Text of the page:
Audio has gone through some revolutionary changes over the past ten years. The days of the terrestrial FM/AM incumbency are leaning towards an end as new digital formats, new delivery and new devices appear around us. We spent some time looking into the modern audio, borrowing from the following sources; Reuters Institute, Ofcom, Acast and The IAB.
Space to grow
Podcasting takes audio one step towards the on-demand culture we live in today created by Netflix and others. Perhaps due to the nature of voice, or perhaps due to entrenched legacy technologies, spoken audio remains one of the few mediums that still relies upon a linear feed of content for the lions share of its traffic. Despite signs of a forthcoming decline, the radio format remains resilient; 9/10 adults in the UK listen to radio every week for an average of nearly 21 hours per week (75% of all audio listening is live radio). However, this may be about to change as new formats, new creators and delivery mechanisms appear.
“58% of news publishers claim they’ll be focusing on audio as a priority.”
In 2018, for the first time, more than half of radio listening was done through digital platforms (DAB/Online/Smart Speakers). Furthermore, new audio publishing players are emerging; 58% of news publishers claim they’ll be focusing on audio as a priority, to meet the swelling demand as consumer habits change (73% of Smart Speaker owners indicate they want more news content to listen to).
On-demand audio primarily serves a younger demographic of habitual listeners trained by their uptake of music streaming services and detached from traditional radio format behaviours. Less than a third (29%) of weekly radio listeners are under 35 (increasing to 41% of those who listen online).
However, podcasts listener demographics sway disproportionately toward the younger markets; 49% of weekly podcast listeners were aged 15–34 (77% of podcast listeners are between 18–54).
Highly Engaged + Affluent
Digital audio consumers are likely to be media junkies; highly engaged in this medium and willing to pay for quality service. Podcast subscribers are highly likely to pay for subscription services, 84% opt to pay for a service to avoid advertising, whilst 31% use ad-blockers. Consumers are 23% more likely to pay for audio services that pay for news.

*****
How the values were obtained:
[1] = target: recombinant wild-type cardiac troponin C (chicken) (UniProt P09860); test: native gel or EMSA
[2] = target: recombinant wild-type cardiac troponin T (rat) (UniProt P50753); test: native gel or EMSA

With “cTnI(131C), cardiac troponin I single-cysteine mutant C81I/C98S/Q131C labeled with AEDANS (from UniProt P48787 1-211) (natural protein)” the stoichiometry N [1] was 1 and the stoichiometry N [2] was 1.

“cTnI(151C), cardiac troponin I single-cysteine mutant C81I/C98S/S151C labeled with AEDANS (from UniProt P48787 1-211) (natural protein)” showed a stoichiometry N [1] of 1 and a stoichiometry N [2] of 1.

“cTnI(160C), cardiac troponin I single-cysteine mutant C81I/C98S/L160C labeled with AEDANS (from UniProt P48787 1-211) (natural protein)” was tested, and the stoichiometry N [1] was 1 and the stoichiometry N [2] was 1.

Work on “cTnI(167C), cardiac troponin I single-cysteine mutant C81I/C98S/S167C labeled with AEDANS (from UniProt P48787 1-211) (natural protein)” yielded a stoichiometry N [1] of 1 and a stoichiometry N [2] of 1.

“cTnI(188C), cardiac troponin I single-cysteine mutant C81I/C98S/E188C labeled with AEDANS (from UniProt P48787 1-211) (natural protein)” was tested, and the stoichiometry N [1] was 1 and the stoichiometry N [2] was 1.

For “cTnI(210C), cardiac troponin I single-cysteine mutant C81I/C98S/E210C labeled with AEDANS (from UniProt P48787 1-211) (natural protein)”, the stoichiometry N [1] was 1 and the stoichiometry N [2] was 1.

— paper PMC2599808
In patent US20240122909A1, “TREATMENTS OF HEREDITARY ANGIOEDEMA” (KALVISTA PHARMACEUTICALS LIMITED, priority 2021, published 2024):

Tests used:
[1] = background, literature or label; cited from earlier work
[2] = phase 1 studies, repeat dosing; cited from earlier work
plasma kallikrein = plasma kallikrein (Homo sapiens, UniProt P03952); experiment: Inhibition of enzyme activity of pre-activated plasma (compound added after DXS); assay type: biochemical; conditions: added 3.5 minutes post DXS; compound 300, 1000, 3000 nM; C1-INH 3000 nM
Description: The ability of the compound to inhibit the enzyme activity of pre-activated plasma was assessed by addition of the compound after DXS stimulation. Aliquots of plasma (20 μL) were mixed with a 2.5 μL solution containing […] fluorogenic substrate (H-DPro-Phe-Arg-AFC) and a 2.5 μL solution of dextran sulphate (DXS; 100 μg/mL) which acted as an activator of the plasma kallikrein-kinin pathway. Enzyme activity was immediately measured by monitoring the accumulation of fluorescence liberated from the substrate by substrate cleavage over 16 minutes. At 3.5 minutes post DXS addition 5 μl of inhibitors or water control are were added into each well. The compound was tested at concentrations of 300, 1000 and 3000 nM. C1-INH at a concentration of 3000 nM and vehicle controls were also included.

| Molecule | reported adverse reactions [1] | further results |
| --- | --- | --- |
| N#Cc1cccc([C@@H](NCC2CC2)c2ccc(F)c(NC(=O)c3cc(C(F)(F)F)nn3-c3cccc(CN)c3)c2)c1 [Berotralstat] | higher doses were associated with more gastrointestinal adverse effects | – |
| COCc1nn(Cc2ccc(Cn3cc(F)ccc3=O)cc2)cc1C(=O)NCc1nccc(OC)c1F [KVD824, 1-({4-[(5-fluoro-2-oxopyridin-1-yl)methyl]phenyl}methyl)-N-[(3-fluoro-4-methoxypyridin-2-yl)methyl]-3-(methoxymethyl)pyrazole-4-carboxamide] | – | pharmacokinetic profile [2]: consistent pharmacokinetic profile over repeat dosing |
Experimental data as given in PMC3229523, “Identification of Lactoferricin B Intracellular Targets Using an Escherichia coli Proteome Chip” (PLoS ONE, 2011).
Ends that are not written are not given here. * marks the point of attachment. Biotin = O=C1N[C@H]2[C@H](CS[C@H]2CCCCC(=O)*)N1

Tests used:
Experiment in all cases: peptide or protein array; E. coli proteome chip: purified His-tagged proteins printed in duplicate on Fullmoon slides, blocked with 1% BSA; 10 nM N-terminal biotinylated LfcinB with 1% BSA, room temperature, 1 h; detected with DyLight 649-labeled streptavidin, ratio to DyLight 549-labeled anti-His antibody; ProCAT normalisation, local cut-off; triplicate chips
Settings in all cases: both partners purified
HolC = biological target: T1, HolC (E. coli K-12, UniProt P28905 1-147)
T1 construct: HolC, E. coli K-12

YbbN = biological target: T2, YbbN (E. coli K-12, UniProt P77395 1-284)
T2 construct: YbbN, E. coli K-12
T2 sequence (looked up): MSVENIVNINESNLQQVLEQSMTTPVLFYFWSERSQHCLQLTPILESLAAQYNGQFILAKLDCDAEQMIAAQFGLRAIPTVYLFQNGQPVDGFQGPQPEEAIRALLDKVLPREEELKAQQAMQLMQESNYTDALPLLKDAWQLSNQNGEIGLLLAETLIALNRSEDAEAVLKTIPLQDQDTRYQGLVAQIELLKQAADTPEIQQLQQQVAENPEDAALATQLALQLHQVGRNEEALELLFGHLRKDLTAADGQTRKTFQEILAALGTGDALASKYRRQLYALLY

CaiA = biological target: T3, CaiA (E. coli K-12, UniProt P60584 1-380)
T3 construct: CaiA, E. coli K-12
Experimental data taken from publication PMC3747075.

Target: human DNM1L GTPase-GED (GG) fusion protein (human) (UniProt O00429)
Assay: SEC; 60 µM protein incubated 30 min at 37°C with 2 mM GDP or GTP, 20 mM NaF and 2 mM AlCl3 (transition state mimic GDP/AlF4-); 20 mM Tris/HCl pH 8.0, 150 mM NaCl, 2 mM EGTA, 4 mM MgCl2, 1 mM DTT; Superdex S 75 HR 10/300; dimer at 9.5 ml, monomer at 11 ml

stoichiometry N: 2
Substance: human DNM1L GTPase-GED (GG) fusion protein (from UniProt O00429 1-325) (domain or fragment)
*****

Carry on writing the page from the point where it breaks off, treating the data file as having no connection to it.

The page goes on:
Furthermore, podcast listeners often express the experience of getting ‘hooked’ on this format. The broad spectrum of content caters from a vast array of interests and improvements in delivery have meant this medium is accessible where reading and linear radio will not suffice. 50% of people who say they listen to podcasts spend 5 or more hours listening each week.
Whilst the traditional radio experience relied upon a fixed positioned audio receiver and speaker, perhaps around the breakfast table or at the local cafe, modern digital audio offers a very different experience. Modern technology paved by investment into music streaming has made access to mobile audio instantaneous and seamless.
“27% of 18–43s engage in at least five online activities while commuting, but only 9% of 35s so do so.”
85% of listening to podcasts takes place on a mobile device and this trend continues to grow as new behaviours develop. Young adults are more likely to multitask on their smartphones whilst they commute; 27% of 18–43s engage in at least five online activities while commuting, but only 9% of 35s so do so. Whereas radio listening spikes early in the morning and again in the early evening, digital audio listening is relatively stable throughout the day.
Smart Speakers, although still relativity in their infancy, are changing the way consumers interact with media. Within a couple of years, these devices have become the fastest-growing tech product since the mobile phone and their effect on audio will be profound. 18% of Americans 18+ own a Smart Speaker or around 43 million people. 54% of this market is younger than 44. In the UK 13% of the population now own, and a slightly higher 16% of 16–54-year-olds.
Radio advertising in the US is a $30bn industry and in UK $1.7bn, and has been resilient over the last few years. However, radio’s hold on audio is slipping; habits are changing, the demographic is ageing and new measurement standards will make this format harder to sell to advertisers. New modern formats with advanced tracking and bidding are becoming more attractive and rapidly gaining traction. Not only this but podcasts and on-demand audio are believed to be attractive to advertiser due to the opt-in nature of the medium. Because podcast listeners actively seek out their content in a way similar to video on demand, the engagement factor is significant
Global podcasting advertising revenues will grow from £347 in 2017 (of which 60% was generated in the US) to £509 in 2018 (47% year-on-year). Over the same period, UK advertising revenues from podcasts are expected to rise to £11m (representing 67% year-on-year growth in nominal terms). In the UK podcast advertising revenue was equivalent to just over 1% of total UK radio advertising in 2017.
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